What's great about King is that he knows how to make the characters seem like they could exist in real life, but at the same time a lot of them are characters that plenty of writers would have trouble getting right, like making them seem real.

I don't see his stuff as pulpy either. I think it's also the reason that he technically writes horror is why he got attached to that adjective, because publishing industry as well as big name media and mainstream reviews think of horror in that way. I feel like it was even more prevalent pre-internet era when he was working the most, in the 80s and 90s.

The same thing goes for Steven Erikson and Malazan. Although I do enjoy the convoluted plot and trying to piece together the puzzle, he makes his characters seem real. Great dialogues peppered with so much good humor, everything else is just extra as I said.

I just can. They don't distract me. Different strokes for different folks I guess?
Well said Alucard, fully agree.

You referred to Mr Mercedes. I haven't read any new King books published after Doctor Sleep. Any recommendations?
 

Alucard

In the name of the Pizza Lord. Charge!
Staff member
#25
Well said Alucard, fully agree.

You referred to Mr Mercedes. I haven't read any new King books published after Doctor Sleep. Any recommendations?
Well I would recommend Bill Hodges trilogy. Mr. Mercedes is the first book. As well as The Outsider, as it is part of the same universe with some major characters appearing in both. Bill Hodges trilogy comes before The Outsider.

I would caution that it's not the same fare as in the vain of The Stand or The Dark Tower. It leans more toward thriller and crime, although there are some standard King elements from the supernatural realm, especially in later books and in The Outsider.

There's a significant portion of King readers that don't end up liking the first book, Mr. Mercedes. I personally really liked Bill, he was so mundane in some sense and seemed real. I tend to like stories about old men and Bill is 64 and retiring detective. I don't know why but I do. Maybe because I'll never be one :hilarious:

Chances are though that if you don't end up liking Mr. Mercedes, you won't like the series either.
 

rudyjuly2

Journeyed there and back again
#26
I’m reading Rhythm of War very slowly. Only on page 250. Part of me is a little frustrated with not being able to remember things. I read recaps but they didn’t help enough. Using Wiki searches on certain characters and things as they appear in the book. Part of me feels Sanderson has tried to mimic Wheel of Time too much with the different cultures and countries and even pace of the book. I enjoyed the first two books quite a bit but the third fell flat and I’m hoping the story picks up here too. I’m not sucked into reading it at the moment.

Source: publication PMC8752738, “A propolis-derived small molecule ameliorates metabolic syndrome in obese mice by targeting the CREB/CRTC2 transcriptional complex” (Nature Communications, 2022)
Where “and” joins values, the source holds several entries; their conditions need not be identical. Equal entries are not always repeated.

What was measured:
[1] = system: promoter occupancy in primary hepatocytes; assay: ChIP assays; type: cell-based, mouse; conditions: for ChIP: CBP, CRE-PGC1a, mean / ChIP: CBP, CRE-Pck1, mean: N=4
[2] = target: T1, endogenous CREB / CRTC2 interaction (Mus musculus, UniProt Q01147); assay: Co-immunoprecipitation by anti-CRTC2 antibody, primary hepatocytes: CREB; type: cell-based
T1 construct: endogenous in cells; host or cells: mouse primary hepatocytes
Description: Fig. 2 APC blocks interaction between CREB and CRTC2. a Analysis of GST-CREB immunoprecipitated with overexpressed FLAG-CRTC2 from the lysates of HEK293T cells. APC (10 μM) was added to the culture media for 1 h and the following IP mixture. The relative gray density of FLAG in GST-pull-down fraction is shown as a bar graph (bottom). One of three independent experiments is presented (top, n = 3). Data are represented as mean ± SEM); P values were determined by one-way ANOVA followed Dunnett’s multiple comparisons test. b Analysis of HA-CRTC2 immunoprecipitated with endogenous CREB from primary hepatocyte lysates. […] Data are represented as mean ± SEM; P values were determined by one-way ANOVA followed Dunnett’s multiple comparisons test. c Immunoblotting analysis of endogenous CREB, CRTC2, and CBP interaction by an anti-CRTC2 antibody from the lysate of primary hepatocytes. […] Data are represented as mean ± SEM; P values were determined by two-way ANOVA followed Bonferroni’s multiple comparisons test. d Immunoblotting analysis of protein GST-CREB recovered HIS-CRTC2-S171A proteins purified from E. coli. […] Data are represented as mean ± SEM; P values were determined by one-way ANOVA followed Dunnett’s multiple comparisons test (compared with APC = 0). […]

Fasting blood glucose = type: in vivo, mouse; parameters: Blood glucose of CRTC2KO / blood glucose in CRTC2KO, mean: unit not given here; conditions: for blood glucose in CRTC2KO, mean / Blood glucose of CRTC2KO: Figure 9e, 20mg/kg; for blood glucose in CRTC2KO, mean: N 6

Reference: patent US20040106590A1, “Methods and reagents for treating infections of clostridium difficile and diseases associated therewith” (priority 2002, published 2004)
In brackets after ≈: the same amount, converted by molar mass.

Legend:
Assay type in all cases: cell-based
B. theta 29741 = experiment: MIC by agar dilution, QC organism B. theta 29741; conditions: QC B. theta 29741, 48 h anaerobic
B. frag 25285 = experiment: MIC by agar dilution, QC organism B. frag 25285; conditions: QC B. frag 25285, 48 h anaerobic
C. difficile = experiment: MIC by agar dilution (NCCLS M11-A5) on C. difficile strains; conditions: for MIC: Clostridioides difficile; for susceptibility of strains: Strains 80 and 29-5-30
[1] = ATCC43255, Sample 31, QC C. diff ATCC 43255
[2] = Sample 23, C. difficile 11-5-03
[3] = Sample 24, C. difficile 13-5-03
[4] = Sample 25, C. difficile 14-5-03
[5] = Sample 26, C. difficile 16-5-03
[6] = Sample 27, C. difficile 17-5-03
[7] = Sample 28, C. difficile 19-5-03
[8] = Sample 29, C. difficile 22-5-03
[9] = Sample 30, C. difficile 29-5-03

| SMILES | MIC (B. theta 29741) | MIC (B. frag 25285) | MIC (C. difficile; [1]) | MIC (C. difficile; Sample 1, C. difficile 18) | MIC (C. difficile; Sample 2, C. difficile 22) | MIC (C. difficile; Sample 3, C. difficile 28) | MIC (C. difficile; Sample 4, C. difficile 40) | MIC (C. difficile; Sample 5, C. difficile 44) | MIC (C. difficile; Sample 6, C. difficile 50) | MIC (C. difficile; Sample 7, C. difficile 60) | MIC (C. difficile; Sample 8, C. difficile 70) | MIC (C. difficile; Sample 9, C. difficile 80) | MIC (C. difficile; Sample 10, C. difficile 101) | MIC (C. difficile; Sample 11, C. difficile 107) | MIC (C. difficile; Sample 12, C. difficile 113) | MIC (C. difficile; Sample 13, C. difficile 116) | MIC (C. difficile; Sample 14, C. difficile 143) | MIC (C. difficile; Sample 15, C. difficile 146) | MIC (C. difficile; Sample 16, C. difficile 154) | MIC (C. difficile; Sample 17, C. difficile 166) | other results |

ReguIa

Journeyed there and back again
#27
I liked Oathbringer just as much as the first two. So far I'm 65-70% into RoW and this time I'm feeling it drag slightly. It definitely has the middle book syndrome when I would have expected a bigger punch considering it's the penultimate book. Still, only 70% in.
 

rudyjuly2

Journeyed there and back again
#28
Part of what I didn't like about Oathbringer is that all the good guys seemed to be goody two shoes. And then a series with special characters and abilities suddenly has extraordinary people falling out of it's ass. Not so special anymore. The mystery of what is going on isn't there for me right now. I really do hope this book picks up because this series is headed to the over-rated list if it doesn't.
 

rudyjuly2

Journeyed there and back again
#32
@rudyjuly2 @ReguIa Same here, Kaladin and Dalinar. Though Renarin's arc is looking like it's getting interesting...
Renarin is interesting. He's just such a minor character (so far). I do like Dalinar. His Blackthorn history is probably the best part about him.

I won't say Shallan since I found her annoying early on. But I do like her split personalities lol.

I see Kaladin as the hero in this story more than anyone else. Loved his time as a bridgeboy.
 

afa

Journeyed there and back again
#33
Renarin is interesting. He's just such a minor character (so far).
True, but I think it looks to be developing into an interesting way.
What with him being bonded to a corrupted spren and all... I wonder if that means he might turn bad?

I do like Dalinar. His Blackthorn history is probably the best part about him.